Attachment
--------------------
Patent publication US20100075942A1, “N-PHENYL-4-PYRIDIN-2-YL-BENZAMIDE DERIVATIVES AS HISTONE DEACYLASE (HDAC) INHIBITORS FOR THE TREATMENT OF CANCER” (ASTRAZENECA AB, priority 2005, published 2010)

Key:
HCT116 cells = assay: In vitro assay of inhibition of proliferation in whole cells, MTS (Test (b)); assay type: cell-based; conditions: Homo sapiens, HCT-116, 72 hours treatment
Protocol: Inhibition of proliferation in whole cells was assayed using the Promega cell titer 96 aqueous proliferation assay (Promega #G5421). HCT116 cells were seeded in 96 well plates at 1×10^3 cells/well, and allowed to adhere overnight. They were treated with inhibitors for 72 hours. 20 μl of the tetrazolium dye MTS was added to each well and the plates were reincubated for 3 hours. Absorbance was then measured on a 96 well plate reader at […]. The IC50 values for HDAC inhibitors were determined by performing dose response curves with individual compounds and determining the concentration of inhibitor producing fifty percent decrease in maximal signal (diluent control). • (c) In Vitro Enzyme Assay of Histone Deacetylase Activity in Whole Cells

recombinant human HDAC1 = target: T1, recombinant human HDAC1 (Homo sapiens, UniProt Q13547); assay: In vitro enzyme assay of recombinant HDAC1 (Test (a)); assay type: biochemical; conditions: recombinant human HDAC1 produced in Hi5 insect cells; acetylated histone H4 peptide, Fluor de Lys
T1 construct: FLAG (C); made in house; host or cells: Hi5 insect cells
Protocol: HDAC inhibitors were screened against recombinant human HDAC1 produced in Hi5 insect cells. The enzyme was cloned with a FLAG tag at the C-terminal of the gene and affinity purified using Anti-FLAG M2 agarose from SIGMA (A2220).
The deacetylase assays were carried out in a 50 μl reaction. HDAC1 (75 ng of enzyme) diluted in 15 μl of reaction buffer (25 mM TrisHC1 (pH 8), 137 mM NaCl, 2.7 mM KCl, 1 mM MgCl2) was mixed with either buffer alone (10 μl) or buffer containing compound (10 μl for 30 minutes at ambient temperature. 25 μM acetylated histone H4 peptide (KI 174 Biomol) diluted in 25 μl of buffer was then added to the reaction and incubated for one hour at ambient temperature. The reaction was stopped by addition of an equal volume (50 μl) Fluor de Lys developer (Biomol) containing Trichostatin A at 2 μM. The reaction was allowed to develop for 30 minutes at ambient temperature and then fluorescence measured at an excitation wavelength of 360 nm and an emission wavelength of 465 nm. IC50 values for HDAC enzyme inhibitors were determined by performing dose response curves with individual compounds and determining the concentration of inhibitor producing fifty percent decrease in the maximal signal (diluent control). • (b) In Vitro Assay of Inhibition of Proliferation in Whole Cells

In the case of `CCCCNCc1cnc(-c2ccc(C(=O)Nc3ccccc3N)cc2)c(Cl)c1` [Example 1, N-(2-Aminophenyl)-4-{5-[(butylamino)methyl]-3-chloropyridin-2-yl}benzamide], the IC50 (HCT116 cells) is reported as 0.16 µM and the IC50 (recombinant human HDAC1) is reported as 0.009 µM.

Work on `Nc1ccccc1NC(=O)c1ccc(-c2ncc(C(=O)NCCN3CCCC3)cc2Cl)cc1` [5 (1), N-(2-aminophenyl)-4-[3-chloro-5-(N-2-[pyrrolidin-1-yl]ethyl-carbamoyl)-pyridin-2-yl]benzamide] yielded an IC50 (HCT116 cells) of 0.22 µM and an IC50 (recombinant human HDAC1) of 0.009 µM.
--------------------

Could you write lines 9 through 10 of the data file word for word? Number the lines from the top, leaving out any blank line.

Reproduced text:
In the case of `CCCCNCc1cnc(-c2ccc(C(=O)Nc3ccccc3N)cc2)c(Cl)c1` [Example 1, N-(2-Aminophenyl)-4-{5-[(butylamino)methyl]-3-chloropyridin-2-yl}benzamide], the IC50 (HCT116 cells) is reported as 0.16 µM and the IC50 (recombinant human HDAC1) is reported as 0.009 µM.

Work on `Nc1ccccc1NC(=O)c1ccc(-c2ncc(C(=O)NCCN3CCCC3)cc2Cl)cc1` [5 (1), N-(2-aminophenyl)-4-[3-chloro-5-(N-2-[pyrrolidin-1-yl]ethyl-carbamoyl)-pyridin-2-yl]benzamide] yielded an IC50 (HCT116 cells) of 0.22 µM and an IC50 (recombinant human HDAC1) of 0.009 µM.